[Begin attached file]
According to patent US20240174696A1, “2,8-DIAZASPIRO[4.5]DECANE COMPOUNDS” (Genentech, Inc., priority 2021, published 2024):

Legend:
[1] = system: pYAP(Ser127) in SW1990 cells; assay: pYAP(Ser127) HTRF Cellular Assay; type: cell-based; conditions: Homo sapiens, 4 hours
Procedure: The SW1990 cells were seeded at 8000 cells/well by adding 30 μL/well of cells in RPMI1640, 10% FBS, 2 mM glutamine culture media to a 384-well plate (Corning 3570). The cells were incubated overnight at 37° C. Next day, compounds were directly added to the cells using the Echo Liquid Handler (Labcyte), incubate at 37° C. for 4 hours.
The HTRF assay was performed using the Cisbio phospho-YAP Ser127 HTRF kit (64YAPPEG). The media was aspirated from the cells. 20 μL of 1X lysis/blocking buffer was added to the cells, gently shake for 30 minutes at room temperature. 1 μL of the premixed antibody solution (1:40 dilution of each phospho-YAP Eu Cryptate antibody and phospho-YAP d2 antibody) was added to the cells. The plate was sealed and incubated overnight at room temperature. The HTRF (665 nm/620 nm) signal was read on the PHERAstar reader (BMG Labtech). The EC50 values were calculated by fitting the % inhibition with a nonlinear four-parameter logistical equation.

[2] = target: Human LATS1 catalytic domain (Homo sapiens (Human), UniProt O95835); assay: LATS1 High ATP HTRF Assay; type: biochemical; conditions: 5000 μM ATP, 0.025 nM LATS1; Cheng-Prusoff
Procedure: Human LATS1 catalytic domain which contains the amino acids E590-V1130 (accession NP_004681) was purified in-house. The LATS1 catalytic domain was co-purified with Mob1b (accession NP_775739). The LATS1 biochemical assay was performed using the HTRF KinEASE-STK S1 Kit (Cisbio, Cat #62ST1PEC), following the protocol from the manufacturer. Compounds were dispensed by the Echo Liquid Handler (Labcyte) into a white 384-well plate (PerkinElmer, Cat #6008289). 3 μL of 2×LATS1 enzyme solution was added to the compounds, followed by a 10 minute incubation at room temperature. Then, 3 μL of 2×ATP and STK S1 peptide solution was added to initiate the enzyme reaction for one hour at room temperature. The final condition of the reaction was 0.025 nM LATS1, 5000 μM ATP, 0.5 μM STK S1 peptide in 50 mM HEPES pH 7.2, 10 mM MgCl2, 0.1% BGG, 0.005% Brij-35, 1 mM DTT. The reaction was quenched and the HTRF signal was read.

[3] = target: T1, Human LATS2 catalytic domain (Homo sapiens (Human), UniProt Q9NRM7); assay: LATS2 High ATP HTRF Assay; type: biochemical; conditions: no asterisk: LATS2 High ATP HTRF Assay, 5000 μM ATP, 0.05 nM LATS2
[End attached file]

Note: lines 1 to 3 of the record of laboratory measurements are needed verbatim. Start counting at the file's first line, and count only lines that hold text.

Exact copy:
According to patent US20240174696A1, “2,8-DIAZASPIRO[4.5]DECANE COMPOUNDS” (Genentech, Inc., priority 2021, published 2024):

Legend:
[1] = system: pYAP(Ser127) in SW1990 cells; assay: pYAP(Ser127) HTRF Cellular Assay; type: cell-based; conditions: Homo sapiens, 4 hours